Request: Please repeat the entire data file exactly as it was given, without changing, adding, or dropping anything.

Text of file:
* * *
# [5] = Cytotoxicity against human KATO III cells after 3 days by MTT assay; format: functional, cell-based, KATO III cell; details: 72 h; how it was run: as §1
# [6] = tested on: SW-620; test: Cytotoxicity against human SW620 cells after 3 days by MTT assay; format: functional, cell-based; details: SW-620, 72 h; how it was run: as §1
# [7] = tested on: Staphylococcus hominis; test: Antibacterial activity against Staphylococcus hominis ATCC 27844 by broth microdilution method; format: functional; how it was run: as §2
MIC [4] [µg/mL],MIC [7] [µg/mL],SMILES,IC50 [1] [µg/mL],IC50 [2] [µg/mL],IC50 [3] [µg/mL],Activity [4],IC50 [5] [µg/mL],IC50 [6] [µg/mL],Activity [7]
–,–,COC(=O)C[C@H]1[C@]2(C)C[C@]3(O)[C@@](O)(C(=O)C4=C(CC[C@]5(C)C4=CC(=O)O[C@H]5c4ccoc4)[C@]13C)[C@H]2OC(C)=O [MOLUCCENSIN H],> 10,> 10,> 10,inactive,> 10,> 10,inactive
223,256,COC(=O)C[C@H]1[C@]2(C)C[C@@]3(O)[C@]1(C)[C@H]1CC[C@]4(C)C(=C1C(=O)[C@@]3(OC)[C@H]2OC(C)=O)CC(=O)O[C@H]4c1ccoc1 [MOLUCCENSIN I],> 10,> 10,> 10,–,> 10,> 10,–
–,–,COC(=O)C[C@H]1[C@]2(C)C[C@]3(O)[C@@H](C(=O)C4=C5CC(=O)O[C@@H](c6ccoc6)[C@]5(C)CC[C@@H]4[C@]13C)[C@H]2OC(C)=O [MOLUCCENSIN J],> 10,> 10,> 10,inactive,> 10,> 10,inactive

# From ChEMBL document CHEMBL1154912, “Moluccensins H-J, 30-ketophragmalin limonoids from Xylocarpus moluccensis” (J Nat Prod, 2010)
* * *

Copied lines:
# [5] = Cytotoxicity against human KATO III cells after 3 days by MTT assay; format: functional, cell-based, KATO III cell; details: 72 h; how it was run: as §1
# [6] = tested on: SW-620; test: Cytotoxicity against human SW620 cells after 3 days by MTT assay; format: functional, cell-based; details: SW-620, 72 h; how it was run: as §1
# [7] = tested on: Staphylococcus hominis; test: Antibacterial activity against Staphylococcus hominis ATCC 27844 by broth microdilution method; format: functional; how it was run: as §2
MIC [4] [µg/mL],MIC [7] [µg/mL],SMILES,IC50 [1] [µg/mL],IC50 [2] [µg/mL],IC50 [3] [µg/mL],Activity [4],IC50 [5] [µg/mL],IC50 [6] [µg/mL],Activity [7]
–,–,COC(=O)C[C@H]1[C@]2(C)C[C@]3(O)[C@@](O)(C(=O)C4=C(CC[C@]5(C)C4=CC(=O)O[C@H]5c4ccoc4)[C@]13C)[C@H]2OC(C)=O [MOLUCCENSIN H],> 10,> 10,> 10,inactive,> 10,> 10,inactive
223,256,COC(=O)C[C@H]1[C@]2(C)C[C@@]3(O)[C@]1(C)[C@H]1CC[C@]4(C)C(=C1C(=O)[C@@]3(OC)[C@H]2OC(C)=O)CC(=O)O[C@H]4c1ccoc1 [MOLUCCENSIN I],> 10,> 10,> 10,–,> 10,> 10,–
–,–,COC(=O)C[C@H]1[C@]2(C)C[C@]3(O)[C@@H](C(=O)C4=C5CC(=O)O[C@@H](c6ccoc6)[C@]5(C)CC[C@@H]4[C@]13C)[C@H]2OC(C)=O [MOLUCCENSIN J],> 10,> 10,> 10,inactive,> 10,> 10,inactive

# From ChEMBL document CHEMBL1154912, “Moluccensins H-J, 30-ketophragmalin limonoids from Xylocarpus moluccensis” (J Nat Prod, 2010)